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Richard Gartner, Ph.D., joined us to discuss male sexual abuse and the stigma surrounding it. He talked about how men react to their abuse by displaying hyper-masculine behaviors, behaving in stereotypically masculine ways. Dr. Gartner noted that many sexually abused men, left untreated, develop depression, flashbacks, and compulsive behavior (for instance, becoming a sexually compulsive) to cope with being traumatized by the sexual abuse experience.

Audience members had questions about whether unwanted sexual contact with a man could turn a boy gay or affect one's sexual orientation. Others spoke about how being betrayed in an important relationship has now affected their ability to have intimate relationships.

Other topics included: being too ashamed to talk to anyone about what happened, the cycle of victimization, the fear of becoming an abuser (do boys who were abused become men who are abusive?), and where to get help.

David Roberts: HealthyPlace.com moderator.

The people in blue are audience members.

David: Good Evening. I'm David Roberts. I'm the moderator for tonight's conference. I want to welcome everyone to HealthyPlace.com. Our topic tonight is "Sexually Abused Men." Our guest is Richard Gartner, Ph.D, Director of the Sexual Abuse Program at the William Alanson White Institute in New York City. He's also on the board of directors of the National Organization on Male Sexual Victimization. In addition, Dr. Gartner is the author of Betrayed as Boys: Psychodynamic Treatment of Sexually Abused Men. He is also the editor of the book Memories of Sexual Betrayal: Truth, Fantasy, Repression, and Dissociation.

Beginning of Chat Transcript

Good evening, Dr. Gartner and welcome to HealthyPlace.com. We appreciate you being our guest tonight. So we all start off on the same page, can you please define "sexual abuse" for us?

Richard Gartner, Ph.D. discusses the impact of male sexual abuse including sexual orientation and fear of becoming an abuser, plus the stigma surrounding sexually abused men.Dr. Gartner: Good evening, David and everyone. First of all, abuse is the use of power to get one person to fulfill another person's needs without any regard to the needs of the person who is the subject of the abuse.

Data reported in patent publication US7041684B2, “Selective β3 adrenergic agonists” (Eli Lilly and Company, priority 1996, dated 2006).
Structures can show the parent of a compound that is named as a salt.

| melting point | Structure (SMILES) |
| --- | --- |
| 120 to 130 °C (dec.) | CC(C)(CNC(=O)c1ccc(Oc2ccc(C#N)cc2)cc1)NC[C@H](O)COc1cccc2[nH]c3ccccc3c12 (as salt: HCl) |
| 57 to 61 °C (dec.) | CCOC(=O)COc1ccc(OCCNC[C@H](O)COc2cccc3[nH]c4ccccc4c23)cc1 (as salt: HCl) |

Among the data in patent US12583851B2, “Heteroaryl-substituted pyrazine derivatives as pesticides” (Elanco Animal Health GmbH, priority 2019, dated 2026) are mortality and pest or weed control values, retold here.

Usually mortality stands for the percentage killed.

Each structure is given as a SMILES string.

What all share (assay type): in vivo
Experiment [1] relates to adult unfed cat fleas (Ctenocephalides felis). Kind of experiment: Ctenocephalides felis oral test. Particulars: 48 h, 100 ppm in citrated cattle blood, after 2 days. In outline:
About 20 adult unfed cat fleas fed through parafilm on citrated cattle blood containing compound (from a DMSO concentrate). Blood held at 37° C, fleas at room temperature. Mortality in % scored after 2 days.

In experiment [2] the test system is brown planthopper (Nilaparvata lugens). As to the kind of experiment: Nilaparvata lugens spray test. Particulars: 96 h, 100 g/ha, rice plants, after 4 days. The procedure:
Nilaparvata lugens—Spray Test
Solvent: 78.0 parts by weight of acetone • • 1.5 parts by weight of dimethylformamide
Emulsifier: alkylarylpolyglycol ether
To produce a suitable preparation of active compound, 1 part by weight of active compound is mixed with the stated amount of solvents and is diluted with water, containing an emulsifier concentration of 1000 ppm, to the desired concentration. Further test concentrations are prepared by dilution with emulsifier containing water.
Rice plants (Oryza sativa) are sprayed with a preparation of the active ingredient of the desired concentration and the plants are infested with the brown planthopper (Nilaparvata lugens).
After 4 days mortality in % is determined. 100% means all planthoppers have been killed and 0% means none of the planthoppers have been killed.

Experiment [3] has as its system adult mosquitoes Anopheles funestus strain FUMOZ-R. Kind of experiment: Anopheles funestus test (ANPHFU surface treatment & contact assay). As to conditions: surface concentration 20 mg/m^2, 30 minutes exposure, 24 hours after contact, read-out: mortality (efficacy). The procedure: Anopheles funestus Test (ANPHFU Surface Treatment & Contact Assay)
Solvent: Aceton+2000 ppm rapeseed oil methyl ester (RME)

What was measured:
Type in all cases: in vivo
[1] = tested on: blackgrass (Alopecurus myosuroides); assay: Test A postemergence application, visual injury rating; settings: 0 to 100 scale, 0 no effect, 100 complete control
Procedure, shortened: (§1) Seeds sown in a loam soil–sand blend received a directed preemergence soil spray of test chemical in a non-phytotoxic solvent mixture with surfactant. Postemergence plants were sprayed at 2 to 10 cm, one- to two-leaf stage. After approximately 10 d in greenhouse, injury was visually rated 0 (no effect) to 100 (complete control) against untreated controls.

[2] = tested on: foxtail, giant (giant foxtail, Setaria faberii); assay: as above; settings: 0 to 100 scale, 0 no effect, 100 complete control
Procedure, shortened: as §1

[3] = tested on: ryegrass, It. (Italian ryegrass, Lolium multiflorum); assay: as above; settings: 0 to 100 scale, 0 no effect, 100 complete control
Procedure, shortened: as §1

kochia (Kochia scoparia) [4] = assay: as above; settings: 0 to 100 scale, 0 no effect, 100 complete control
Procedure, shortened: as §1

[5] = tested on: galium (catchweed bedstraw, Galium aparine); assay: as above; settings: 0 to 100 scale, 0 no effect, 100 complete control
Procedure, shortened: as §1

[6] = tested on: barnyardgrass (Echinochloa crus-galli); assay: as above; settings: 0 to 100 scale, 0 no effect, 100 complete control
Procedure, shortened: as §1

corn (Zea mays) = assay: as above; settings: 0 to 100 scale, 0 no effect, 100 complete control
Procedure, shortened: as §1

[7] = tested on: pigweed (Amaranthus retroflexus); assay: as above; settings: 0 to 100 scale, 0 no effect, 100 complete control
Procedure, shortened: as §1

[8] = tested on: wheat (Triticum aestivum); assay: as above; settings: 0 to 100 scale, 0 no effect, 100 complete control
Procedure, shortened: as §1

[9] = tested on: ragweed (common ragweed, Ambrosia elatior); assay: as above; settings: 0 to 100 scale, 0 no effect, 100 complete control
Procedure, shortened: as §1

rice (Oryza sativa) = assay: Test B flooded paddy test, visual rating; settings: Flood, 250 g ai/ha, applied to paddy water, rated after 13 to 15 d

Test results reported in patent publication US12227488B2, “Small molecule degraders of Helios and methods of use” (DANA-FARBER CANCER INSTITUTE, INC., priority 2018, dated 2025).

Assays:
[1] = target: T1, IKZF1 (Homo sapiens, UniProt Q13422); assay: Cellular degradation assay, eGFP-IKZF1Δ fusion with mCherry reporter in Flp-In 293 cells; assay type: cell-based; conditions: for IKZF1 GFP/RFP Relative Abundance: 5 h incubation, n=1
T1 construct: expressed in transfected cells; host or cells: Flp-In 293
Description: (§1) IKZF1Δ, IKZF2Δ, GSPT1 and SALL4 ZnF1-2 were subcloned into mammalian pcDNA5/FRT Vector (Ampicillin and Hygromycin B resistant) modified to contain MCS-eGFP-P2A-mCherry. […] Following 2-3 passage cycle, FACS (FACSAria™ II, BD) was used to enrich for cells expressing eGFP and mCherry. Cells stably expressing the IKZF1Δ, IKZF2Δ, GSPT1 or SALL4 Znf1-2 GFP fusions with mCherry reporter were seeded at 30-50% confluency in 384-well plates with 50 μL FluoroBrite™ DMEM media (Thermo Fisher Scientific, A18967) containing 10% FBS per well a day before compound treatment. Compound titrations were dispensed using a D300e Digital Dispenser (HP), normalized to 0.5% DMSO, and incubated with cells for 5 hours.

Sexual abuse, uses sexual behavior to fulfill that.

David: One of the things I've gathered from emails I've received is that a lot of men are afraid to admit they've been abused. It seems it has a lot to do with the way they perceive themselves as men, or being afraid of how others will perceive their manhood.

Dr. Gartner: That's very common. Unfortunately, in our society, victim-hood is seen as the province of women and for men to acknowledge that they've been victimized to them is saying they aren't really "men." And this is a very unfortunate part of masculine socialization -- how we learn to be men. They feel shamed by the idea that others will think they are not male, just because they've been abused.

David: And so is there a different way that men perceive their abuse vs. the way women perceive it.

Dr. Gartner: Well, often men see early, premature sexual behavior as a sexual initiation. Often they convince themselves that they initiated the sexual situation with the adult. This is one way of feeling that they were in charge in an exploitative situation.

David: Does sexual abuse affect men differently than women?

Dr. Gartner: Up to a point, yes. There are many aftereffects that both men and women often show, like flashbacks, depression, or compulsive behavior of one sort or another. Men, however, have been socialized to believe that men do not have "weak" feelings so they do not let themselves be vulnerable if they can help it. I am speaking in generalities here, of course.

Often to avoid the sense of being powerless, they become what we call hyper-masculine, behaving in stereotypically masculine ways, but these hyper-masculine behaviors make it very difficult to process what was a very painful exploitation.

David: One of the things I read is that men aren't as traumatized, or don't feel as traumatized, by the sexual abuse experience. Is that true? And is that a result of the compensatory behavior -- acting more like a "man"?

Dr. Gartner: It depends how you measure the trauma. Men are likely to say that they were not traumatized by the abusive behavior, especially young men in their late teens to mid-20s. However, men with histories of unwanted childhood sexual behavior with adults are much more likely to come to psychotherapy than men without those histories, but for reasons that SEEM unrelated to the abuse.

David: How are intimate relationships affected?

Dr. Gartner: Dramatically. If a child is betrayed in an important relationship, especially with a loved and trusted caretaker, as is often the case, then the trauma is not just about the sexual acts but about the break in the trusting relationship. This makes it harder to enter trusting intimate relationships later in life.

A man may have some kind of sexual dysfunction which, of course, affects his intimate relationships. He may be sexually compulsive, or feel numb during sex, especially if he feels, even for a moment, that he is not in charge of what is happening, so he may not allow himself to truly BE intimate with another person.